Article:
Can Computer Modeling Predict Who Will Become Homeless? LA County Is Betting On It
L.A. County plans to use a new computer modeling tool to predict who is about to become homeless. The goal is to identify people on the edge and then reach out with financial aid and other help to keep them in their homes.
"We will be complementing existing programs with proactive efforts to identify and reach out to, at this point, single adults who we've identified as at greater risk of becoming homeless," said Phil Ansell, director of the L.A. County Homeless Initiative, which oversees homeless funding raised through Measure H.
Officials detailed their new prevention plan this week: A special county prevention unit, armed with $3 million in funding and a mission to reduce the number of people joining the nearly 60,000 who are already homeless across L.A. County.
Predicting homelessness is easier said than done.
Nearly 2 million single adults are receiving various public services in L.A. County. In theory, many of them are the kind of poor and precariously housed people who could easily spiral into homelessness after one missed paycheck, medical emergency or other financial shock.
But less than 2% of those county clients actually become homeless in any given year. The challenge is to pinpoint who's at greatest risk of losing their home in order to decide how best to spend limited prevention funds.
That's what led researchers with the California Policy Lab at UCLA to develop a new predictive model that aims to pick up on the risk patterns that human service providers can't always see on their own.
Researchers say local governments stand to save money in the long run if small amounts of short-term help can successfully keep people out of shelters and off the streets.
"What we're really trying to do is to get to more people sooner, with a less expensive intervention that changes the course of their life," said Janey Rountree, executive director of the California Policy Lab at UCLA.
HOW TO PREDICT HOMELESSNESS?
The researchers built their model using data on current clients of various county programs, such as CalFresh and General Relief. After combing through millions of service records from 2012 through 2016, the researchers came up with a list of the 3,000 clients they thought had the highest risk of becoming homeless in 2017.
When they compared their findings with a list of people who actually became homeless in 2017, they found that their predictions were correct nearly half the time (46 percent, to be exact).
The researchers say that's a pretty strong result, given the complexity of predicting homelessness. Those who ended up on the list were 27 times more likely to become homeless than the average user of county services.
So what do those who ended up on the list have in common? Rountree said no clear profile emerged from the research, but people who become homeless tend to use public services in some telling ways.
"They tend to be more engaged with county services," she said. "They tend to receive county services at multiple locations. And they tend to be served in areas that are experiencing very high levels of poverty."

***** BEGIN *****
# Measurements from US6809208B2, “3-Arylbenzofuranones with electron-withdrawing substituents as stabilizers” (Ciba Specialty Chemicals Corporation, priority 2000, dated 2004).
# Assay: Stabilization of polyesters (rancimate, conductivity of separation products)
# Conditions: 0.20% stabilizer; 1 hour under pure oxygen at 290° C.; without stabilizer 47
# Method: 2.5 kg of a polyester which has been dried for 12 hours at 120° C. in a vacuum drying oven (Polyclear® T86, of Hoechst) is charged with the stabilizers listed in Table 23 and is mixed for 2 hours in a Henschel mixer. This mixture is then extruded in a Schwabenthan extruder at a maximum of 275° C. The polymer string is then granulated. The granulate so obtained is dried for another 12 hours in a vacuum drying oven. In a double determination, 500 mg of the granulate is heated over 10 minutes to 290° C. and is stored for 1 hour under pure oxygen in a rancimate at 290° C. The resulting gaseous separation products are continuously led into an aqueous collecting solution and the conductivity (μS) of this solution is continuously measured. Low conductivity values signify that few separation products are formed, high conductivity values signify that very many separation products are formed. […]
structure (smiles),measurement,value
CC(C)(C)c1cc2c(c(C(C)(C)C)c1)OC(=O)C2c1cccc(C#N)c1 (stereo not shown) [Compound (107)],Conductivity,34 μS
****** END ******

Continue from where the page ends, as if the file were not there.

Moving forward, the county will use this predictive model to come up with a list of people who appear to be at high risk of becoming homeless. The new prevention unit will then reach out to those on the list.
Help could come in the form of covering back rent to avoid an eviction or help paying an overdue utility bill. Officials say the type of prevention funding will vary for each client. But the goal will be to use short-term aid to keep people in their current homes.
'EVERY ARROW IN OUR QUIVER'
The county's new plan comes at a time when local leaders are increasingly calling for more action on homeless prevention. About 150 people become homeless in L.A. every day, outpacing the 133 people, on average, who come off the streets here each day.
Officials tempered expectations for the new tool, but said it could reduce new flows into homelessness. A narrowly targeted list of those at highest risk could include about 3,000 people. That's only a fraction of the 33,600 users of county services who become homeless every year.
"The work that we're describing today will not lead to an enormous overnight shift in the number of people who are becoming homeless," Ansell said. "But we need to use every arrow in our quiver to combat this crisis."
The county could try to cast a wider net. But the predictive model becomes less reliable as it tries to identify more people.
Focusing on current clients of county services makes sense, researchers say, because the majority of people becoming homeless are already tapped into various county programs.
This approach has not yet been proven in other cities. Prevention programs in places like Chicago and New York have been shown to be effective. But they rely on screening clients who come to the local homeless services system asking for help.
James Sullivan, a Notre Dame economist who has studied Chicago's prevention call center, said, "Using the power of data and predictive analytics can help communities better target limited resources."
He said the L.A. plan is new in this field, and it "could serve as a model for homelessness prevention in communities across the country."